Omega-3s: Is This the Final Word?

Charles P. Vega, MD


September 18, 2018

Hello. I'm Dr Charles Vega, and I am a clinical professor of family medicine at the University of California at Irvine. Welcome to Medscape Morning Report, our 1-minute news story for primary care.

Research has demonstrated that higher fish intake is associated with lower cardiovascular risk. But will supplements of the fatty acids found in fish bring the same benefit? The data have been conflicting.

The ASCEND trial included 15,000 patients with diabetes and without cardiovascular disease who were randomly assigned to a 1-g omega-3 fatty acid capsule daily or placebo.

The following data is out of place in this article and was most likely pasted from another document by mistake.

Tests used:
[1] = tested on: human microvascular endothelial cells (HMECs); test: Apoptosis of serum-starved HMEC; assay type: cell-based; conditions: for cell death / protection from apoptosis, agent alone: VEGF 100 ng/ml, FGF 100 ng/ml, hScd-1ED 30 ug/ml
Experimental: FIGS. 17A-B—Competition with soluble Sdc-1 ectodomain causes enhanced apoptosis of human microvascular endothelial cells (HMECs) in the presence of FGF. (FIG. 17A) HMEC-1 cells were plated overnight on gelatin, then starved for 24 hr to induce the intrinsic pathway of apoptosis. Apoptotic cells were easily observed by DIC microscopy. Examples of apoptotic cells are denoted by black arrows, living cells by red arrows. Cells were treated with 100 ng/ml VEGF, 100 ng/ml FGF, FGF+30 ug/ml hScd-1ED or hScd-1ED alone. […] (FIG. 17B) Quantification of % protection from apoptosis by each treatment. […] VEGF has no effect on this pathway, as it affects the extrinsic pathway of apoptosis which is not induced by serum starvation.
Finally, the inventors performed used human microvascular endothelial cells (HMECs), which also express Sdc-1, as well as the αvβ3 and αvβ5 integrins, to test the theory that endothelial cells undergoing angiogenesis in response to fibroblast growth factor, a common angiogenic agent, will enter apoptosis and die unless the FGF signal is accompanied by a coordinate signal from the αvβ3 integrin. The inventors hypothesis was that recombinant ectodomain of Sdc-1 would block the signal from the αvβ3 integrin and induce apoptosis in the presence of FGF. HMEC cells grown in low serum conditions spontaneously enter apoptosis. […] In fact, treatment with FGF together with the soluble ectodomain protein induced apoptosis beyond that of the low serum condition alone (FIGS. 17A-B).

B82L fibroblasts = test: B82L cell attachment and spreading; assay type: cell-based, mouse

Patients were followed for a mean of 7.4 years, making this the largest and longest randomized, placebo-controlled trial of omega-3s to date.

The researchers concluded that the supplements had no effect on serious vascular events, cancer, or mortality.

The global market for fish oil products was valued at $31 billion in 2015. While fatty acid supplements were not associated with an increased risk for serious adverse events in ASCEND, they can have an adverse effect on patients' pocketbooks. Seafood can also be prohibitively expensive and out of reach for many families. Unfortunately, these new data make clear that omega-3 supplements are not a less expensive route to get the same benefit.


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